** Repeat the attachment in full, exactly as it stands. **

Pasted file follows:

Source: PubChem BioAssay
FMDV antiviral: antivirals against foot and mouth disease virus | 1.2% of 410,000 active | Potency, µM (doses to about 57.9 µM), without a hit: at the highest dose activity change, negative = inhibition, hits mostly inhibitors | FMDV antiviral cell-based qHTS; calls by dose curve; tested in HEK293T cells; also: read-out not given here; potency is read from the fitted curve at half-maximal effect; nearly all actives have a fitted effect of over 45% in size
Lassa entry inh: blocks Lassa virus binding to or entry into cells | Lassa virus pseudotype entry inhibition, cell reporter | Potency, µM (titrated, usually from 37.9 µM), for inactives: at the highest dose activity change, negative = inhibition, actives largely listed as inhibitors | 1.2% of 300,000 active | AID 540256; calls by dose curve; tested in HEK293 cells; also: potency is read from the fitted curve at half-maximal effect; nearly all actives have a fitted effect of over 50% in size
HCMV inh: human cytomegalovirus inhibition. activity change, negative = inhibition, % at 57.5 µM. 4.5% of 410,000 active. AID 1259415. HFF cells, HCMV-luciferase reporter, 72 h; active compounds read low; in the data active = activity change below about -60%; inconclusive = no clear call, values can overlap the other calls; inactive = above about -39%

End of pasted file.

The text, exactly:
Source: PubChem BioAssay
FMDV antiviral: antivirals against foot and mouth disease virus | 1.2% of 410,000 active | Potency, µM (doses to about 57.9 µM), without a hit: at the highest dose activity change, negative = inhibition, hits mostly inhibitors | FMDV antiviral cell-based qHTS; calls by dose curve; tested in HEK293T cells; also: read-out not given here; potency is read from the fitted curve at half-maximal effect; nearly all actives have a fitted effect of over 45% in size
Lassa entry inh: blocks Lassa virus binding to or entry into cells | Lassa virus pseudotype entry inhibition, cell reporter | Potency, µM (titrated, usually from 37.9 µM), for inactives: at the highest dose activity change, negative = inhibition, actives largely listed as inhibitors | 1.2% of 300,000 active | AID 540256; calls by dose curve; tested in HEK293 cells; also: potency is read from the fitted curve at half-maximal effect; nearly all actives have a fitted effect of over 50% in size
HCMV inh: human cytomegalovirus inhibition. activity change, negative = inhibition, % at 57.5 µM. 4.5% of 410,000 active. AID 1259415. HFF cells, HCMV-luciferase reporter, 72 h; active compounds read low; in the data active = activity change below about -60%; inconclusive = no clear call, values can overlap the other calls; inactive = above about -39%